Teachers and education leaders all over the country have been recognised for their work during the coronavirus pandemic in the Queen’s Birthday Honours.
98 people have been recognised for their outstanding contributions to the education and children’s services sectors. The list includes headteachers, teachers, social workers, foster carers and many who work with the most disadvantaged in society as well as those selected for their efforts during the pandemic.
To name a few, Matthew Hood and David Thomas, Principal and Curriculum Director at the Oak National Academy in London have been given OBE’s for their services to education during the pandemic. When it was announced that all schools would be closed, except for vulnerable children and the children of key workers, Matthew and David were at the forefront of innovative and fast-paced work to develop resources to make remote education the best it can be for both pupils and teachers.
Similarly, Jane Davenport, headteacher at Reynalds Cross School has received an MBE for her services to young people with special educational needs and disabilities during the crisis. As headteacher at the school, Jane, with the help of her committed staff, made sure that she supported not only keyworkers’ children but also enabled those pupils and families who are most vulnerable to attend school during the coronavirus pandemic.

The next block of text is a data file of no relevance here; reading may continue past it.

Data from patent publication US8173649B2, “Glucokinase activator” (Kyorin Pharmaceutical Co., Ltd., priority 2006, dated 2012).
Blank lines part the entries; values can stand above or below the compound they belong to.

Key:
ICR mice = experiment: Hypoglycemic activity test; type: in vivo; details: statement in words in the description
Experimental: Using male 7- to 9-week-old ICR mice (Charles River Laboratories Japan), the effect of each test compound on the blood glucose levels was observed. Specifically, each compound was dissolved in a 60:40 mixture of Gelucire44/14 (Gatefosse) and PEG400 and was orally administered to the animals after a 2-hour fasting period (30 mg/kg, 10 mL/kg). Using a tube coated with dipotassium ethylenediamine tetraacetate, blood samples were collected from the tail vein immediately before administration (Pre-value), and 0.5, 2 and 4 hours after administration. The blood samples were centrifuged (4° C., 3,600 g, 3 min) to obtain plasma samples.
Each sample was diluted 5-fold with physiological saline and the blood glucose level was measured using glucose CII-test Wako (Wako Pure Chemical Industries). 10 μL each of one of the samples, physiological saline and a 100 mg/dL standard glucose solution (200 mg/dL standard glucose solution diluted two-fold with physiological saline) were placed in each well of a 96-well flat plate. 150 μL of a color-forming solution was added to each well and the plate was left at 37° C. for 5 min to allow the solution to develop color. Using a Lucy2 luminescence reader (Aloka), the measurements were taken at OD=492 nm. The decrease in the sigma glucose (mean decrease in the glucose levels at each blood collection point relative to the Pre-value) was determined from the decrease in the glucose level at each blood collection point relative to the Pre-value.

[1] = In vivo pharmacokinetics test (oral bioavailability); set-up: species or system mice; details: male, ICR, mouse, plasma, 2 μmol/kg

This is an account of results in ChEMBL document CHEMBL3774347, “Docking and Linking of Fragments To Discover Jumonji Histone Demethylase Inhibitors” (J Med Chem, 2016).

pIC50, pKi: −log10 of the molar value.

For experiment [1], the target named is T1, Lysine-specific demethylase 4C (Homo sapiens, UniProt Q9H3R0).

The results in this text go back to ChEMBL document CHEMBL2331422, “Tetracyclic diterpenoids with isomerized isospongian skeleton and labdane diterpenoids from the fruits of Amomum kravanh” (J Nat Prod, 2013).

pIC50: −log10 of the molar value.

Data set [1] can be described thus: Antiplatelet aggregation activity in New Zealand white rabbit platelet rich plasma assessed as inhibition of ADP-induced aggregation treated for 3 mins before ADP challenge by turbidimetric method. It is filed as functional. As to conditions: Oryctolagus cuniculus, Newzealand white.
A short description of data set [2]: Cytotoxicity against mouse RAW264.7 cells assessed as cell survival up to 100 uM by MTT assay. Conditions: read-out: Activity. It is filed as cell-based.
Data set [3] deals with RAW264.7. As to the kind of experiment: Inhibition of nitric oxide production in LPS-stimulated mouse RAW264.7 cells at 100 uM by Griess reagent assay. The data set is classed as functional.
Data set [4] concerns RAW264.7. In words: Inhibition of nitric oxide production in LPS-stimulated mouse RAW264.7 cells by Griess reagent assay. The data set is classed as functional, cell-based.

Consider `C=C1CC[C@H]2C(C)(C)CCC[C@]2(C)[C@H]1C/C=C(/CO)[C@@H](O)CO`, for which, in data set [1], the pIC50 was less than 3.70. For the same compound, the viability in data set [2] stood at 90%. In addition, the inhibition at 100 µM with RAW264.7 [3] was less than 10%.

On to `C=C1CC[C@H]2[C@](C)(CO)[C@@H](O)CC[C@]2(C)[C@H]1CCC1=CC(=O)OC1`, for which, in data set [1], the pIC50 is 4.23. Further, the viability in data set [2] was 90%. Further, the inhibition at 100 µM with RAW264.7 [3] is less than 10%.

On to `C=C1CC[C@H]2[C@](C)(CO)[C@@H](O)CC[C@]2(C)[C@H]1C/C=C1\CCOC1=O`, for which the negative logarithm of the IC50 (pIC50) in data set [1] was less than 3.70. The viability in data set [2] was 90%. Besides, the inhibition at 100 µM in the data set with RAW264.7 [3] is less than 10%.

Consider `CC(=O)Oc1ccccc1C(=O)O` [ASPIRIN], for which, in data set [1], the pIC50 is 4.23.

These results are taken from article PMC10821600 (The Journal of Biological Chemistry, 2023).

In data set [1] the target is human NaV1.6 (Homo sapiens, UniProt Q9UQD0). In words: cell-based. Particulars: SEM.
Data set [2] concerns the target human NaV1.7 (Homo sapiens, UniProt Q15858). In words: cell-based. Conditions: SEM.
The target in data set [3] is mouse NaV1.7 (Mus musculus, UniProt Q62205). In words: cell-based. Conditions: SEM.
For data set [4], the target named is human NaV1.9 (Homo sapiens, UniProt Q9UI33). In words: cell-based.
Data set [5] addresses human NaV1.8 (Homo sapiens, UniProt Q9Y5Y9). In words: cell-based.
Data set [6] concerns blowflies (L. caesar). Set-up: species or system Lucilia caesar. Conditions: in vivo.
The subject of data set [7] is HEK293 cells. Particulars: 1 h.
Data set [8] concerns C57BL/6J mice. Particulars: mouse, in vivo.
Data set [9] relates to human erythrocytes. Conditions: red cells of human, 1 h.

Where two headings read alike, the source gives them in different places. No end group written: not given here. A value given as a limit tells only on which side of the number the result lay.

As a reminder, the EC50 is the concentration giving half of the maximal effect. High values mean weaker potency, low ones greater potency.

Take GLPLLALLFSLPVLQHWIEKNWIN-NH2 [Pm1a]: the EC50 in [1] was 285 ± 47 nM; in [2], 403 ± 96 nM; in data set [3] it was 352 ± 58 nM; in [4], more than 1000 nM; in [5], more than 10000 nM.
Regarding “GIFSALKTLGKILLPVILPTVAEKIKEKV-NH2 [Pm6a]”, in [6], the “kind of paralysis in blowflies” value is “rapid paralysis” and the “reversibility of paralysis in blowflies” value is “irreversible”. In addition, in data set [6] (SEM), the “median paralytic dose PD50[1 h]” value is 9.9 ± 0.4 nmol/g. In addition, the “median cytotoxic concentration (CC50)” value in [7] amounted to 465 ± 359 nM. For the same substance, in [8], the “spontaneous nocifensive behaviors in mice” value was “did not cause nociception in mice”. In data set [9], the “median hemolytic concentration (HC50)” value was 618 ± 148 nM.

Many of these children have very complex learning, physical, behavioural, and medical needs which makes keeping them safe increasingly harder in the current crisis.
A number of non-coronavirus related nominees also feature on this year’s honours list.
Yvonne Conolly, the first black headteacher in the UK has been awarded a CBE for her services to education. At 23 years old, Yvonne arrived in the UK from Jamaica in 1963 as a qualified teacher, having taught at a boarding school in Jamaica.
Yvonne faced many challenges in finding a job at that time and with the help of a friend she started as a supply teacher in Camden where she lived, and her first temporary assignment at George Eliot School became permanent. Her first step into teaching became a giant leap when in 1969 she became the first female black headteacher in the UK.
Katharine Birbalsingh, founder and head of Michaela Community School in Brent, a free school which has been described as Britain’s strictest school, also received a CBE.
Ms Birbalsingh said the honour was a tribute to her staff and their traditional style of teaching.
“I’m proud of the impact that we’ve had on the educational sphere from the ground, from the position of teachers, ordinary teachers and ordinary children doing an excellent job day in, day out and questioning the status quo in education.”